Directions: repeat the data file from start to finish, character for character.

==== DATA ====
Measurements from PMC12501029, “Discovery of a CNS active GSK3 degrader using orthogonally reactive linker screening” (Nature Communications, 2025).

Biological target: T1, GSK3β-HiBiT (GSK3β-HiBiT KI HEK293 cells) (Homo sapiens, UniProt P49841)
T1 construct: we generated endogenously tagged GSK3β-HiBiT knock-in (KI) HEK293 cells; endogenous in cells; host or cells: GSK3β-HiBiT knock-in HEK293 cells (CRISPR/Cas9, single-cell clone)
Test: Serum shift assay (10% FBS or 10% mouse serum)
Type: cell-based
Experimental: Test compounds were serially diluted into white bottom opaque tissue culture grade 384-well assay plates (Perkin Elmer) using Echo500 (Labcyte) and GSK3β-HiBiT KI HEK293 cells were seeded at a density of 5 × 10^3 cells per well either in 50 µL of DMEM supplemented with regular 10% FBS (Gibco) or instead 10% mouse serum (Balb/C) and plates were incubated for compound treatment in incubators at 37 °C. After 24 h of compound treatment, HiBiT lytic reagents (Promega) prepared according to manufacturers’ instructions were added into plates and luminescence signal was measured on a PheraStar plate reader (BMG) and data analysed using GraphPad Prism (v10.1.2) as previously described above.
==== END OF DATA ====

Measurements from PMC12501029, “Discovery of a CNS active GSK3 degrader using orthogonally reactive linker screening” (Nature Communications, 2025).

Biological target: T1, GSK3β-HiBiT (GSK3β-HiBiT KI HEK293 cells) (Homo sapiens, UniProt P49841)
T1 construct: we generated endogenously tagged GSK3β-HiBiT knock-in (KI) HEK293 cells; endogenous in cells; host or cells: GSK3β-HiBiT knock-in HEK293 cells (CRISPR/Cas9, single-cell clone)
Test: Serum shift assay (10% FBS or 10% mouse serum)
Type: cell-based
Experimental: Test compounds were serially diluted into white bottom opaque tissue culture grade 384-well assay plates (Perkin Elmer) using Echo500 (Labcyte) and GSK3β-HiBiT KI HEK293 cells were seeded at a density of 5 × 10^3 cells per well either in 50 µL of DMEM supplemented with regular 10% FBS (Gibco) or instead 10% mouse serum (Balb/C) and plates were incubated for compound treatment in incubators at 37 °C. After 24 h of compound treatment, HiBiT lytic reagents (Promega) prepared according to manufacturers’ instructions were added into plates and luminescence signal was measured on a PheraStar plate reader (BMG) and data analysed using GraphPad Prism (v10.1.2) as previously described above.